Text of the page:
Kirk Douglas on the blacklist: Why Hollywood showed so little courage
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For all his achievements, Kirk Douglas brags about only one thing — his age. In the middle of an interview the other day, the fabled star, who’s 95, suddenly waved away one of my questions to ask one of his own. “So tell me,” he said with a mischievous grin, seated in the living room of his Beverly Hills home in front of a magnificent Toulouse-Lautrec. “Am I the oldest actor you’ve ever interviewed?”
I fumbled for an answer, caught off guard by his directness. “That’s OK,” he said. “You probably haven’t talked to a 95-year-old author either, have you?”
Hollywood’s white-maned lion king had me there. Douglas has written a lively new memoir about one of his greatest triumphs. Titled “I Am Spartacus!” it recounts how Douglas helped break the midcentury anti-communist blacklist by secretly hiring Dalton Trumbo to write “Spartacus,” the historical epic that was directed by Stanley Kubrick and produced by Douglas and came out in October 1960.
PHOTOS: Kirk Douglas in ‘Spartacus’
In most history books, Otto Preminger gets the credit for breaking the blacklist, since he was the first to announce, in early 1960, that he’d hired Trumbo to write “Exodus” under his own name; the film was released in December that year. But Douglas makes a persuasive case that he was actually out in front, having agreed to give Trumbo screen credit for “Spartacus” in the fall of 1959, long before “Exodus” started filming.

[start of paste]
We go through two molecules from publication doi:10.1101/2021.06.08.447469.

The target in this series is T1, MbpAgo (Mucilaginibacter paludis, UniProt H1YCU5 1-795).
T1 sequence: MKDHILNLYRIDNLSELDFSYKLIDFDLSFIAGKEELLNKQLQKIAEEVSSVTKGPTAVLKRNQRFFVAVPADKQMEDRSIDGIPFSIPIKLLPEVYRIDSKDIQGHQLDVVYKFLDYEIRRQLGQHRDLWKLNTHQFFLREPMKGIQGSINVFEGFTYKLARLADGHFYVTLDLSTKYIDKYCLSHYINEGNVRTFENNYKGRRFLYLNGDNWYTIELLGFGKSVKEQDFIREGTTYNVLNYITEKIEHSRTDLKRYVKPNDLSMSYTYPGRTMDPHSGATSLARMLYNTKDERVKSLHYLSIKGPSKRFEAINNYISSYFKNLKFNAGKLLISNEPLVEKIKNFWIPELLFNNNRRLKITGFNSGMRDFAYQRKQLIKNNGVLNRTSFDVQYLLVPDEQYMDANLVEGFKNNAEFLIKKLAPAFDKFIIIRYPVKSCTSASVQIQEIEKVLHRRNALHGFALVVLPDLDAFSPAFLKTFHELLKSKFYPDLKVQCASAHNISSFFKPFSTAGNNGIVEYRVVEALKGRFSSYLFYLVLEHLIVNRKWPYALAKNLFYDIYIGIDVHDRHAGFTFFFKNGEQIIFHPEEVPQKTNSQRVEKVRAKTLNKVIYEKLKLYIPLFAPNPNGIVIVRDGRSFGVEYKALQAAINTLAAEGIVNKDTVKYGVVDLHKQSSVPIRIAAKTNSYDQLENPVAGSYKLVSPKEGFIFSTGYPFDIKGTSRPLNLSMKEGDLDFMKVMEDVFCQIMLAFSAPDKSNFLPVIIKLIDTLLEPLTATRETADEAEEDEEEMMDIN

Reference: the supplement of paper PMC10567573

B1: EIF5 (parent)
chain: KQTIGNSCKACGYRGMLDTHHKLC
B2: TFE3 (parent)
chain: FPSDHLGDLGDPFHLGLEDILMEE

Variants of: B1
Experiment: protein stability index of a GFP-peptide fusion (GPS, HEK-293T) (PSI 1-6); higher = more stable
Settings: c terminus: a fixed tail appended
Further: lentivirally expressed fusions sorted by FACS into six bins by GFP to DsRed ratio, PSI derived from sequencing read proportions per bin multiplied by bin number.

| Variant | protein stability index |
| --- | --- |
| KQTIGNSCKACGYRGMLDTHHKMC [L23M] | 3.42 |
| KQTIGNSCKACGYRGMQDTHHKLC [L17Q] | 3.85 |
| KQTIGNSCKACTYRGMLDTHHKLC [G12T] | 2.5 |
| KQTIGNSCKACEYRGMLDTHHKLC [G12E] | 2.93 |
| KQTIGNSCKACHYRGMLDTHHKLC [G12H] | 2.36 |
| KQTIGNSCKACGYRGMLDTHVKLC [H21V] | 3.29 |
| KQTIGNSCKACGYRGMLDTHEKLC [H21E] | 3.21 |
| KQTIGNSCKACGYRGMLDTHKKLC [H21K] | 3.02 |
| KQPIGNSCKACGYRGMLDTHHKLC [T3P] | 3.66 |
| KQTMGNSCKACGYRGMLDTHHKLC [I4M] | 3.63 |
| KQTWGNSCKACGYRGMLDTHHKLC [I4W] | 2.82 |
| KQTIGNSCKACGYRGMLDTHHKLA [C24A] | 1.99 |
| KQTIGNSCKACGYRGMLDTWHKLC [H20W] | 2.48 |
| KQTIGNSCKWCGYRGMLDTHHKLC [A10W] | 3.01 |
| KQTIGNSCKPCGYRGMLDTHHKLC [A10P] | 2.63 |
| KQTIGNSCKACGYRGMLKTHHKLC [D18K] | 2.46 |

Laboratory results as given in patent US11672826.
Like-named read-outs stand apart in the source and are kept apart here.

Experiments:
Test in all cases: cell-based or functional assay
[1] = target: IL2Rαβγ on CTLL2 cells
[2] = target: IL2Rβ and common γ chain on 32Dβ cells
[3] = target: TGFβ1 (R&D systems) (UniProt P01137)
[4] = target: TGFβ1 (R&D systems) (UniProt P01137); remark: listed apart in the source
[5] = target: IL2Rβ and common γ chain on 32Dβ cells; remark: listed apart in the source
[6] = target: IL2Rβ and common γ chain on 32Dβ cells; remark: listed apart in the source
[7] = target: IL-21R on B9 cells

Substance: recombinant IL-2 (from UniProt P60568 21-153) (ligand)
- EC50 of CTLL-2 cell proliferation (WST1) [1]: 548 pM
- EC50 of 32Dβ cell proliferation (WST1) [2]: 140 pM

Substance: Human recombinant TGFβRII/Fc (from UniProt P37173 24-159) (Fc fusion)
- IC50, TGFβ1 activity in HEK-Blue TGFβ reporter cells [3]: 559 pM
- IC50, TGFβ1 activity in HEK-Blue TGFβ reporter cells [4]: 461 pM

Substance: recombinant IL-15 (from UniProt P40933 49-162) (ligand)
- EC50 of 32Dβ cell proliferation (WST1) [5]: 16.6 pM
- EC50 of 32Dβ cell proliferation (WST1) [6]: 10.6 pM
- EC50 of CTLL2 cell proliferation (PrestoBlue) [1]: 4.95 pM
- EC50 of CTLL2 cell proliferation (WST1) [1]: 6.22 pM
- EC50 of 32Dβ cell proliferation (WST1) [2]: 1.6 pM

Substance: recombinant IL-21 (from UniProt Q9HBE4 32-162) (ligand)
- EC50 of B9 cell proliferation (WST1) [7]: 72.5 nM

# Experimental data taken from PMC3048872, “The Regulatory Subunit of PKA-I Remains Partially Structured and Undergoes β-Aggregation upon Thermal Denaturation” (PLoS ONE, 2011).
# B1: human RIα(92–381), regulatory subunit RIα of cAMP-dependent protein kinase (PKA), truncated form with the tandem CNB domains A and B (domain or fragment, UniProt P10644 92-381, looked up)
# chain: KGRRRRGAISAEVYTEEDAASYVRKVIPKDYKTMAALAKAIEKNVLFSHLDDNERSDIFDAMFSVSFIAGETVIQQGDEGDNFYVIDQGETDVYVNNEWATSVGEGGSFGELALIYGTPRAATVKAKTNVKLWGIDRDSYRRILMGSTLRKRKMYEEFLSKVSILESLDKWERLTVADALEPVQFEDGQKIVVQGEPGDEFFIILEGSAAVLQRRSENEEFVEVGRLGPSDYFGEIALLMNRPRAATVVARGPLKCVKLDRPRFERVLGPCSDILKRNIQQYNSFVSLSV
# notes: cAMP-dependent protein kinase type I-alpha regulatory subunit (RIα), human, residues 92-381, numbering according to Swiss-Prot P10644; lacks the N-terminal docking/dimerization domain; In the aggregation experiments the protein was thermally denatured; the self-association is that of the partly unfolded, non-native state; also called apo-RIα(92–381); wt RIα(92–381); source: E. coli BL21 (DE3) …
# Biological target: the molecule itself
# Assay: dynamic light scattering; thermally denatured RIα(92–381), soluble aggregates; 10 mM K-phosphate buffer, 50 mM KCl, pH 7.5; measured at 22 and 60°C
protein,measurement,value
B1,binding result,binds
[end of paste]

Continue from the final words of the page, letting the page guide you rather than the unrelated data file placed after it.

Staring back into history from our time, when actors and filmmakers are free to express all sorts of spectacularly preposterous political viewpoints, it’s hard to imagine there was a time when your political beliefs could destroy your career. But that’s what happened in Hollywood in the late 1940s and early 1950s after the nation was swept up in an intense anti-communist fervor.
Looking for headlines, the House Committee on Un-American Activities called a host of showbiz talent to testify about their associations, real or otherwise, with the Communist Party. Trumbo, in fact, was a member of the Communist Party from 1943 to 1948. When a group of writers and directors who became known as the Hollywood 10 refused to cooperate, the men, who included Trumbo, were cited for contempt of Congress and eventually sent to prison. In November 1947, just days after the 10 were cited, the Motion Picture Assn. of America announced that everyone who’d refused to cooperate would lose their job — the studios feared that the public would shy away from cinemas if suspected or admitted communists were involved with the productions.
That was the beginning of the blacklist, which effectively ended the careers of a host of notable writers, actors and filmmakers. Douglas admits that even he was silenced by fear. When MGM offered him a plum leading role in the 1956 film “Lust for Life,” based on the life of Vincent Van Gogh, he was forced by MGM to sign a loyalty oath to get the part. “It was terrible,” he told me. “It was vanity that made me do it. Oh boy, did I want to play that part. It was really insulting, but I did it. It’s what everyone had to do.”
By the late 1950s, the climate in the country had changed. Sen. Joe McCarthy, who had been the most visible anti-communist crusader, had been censured by the Senate in late 1954. Still, Hollywood studios continued to enforce the blacklist, even though many of the top blacklisted writers found a way to make a living by either using pseudonyms or hiring other writers as “fronts” who put their names on the original writers’ scripts.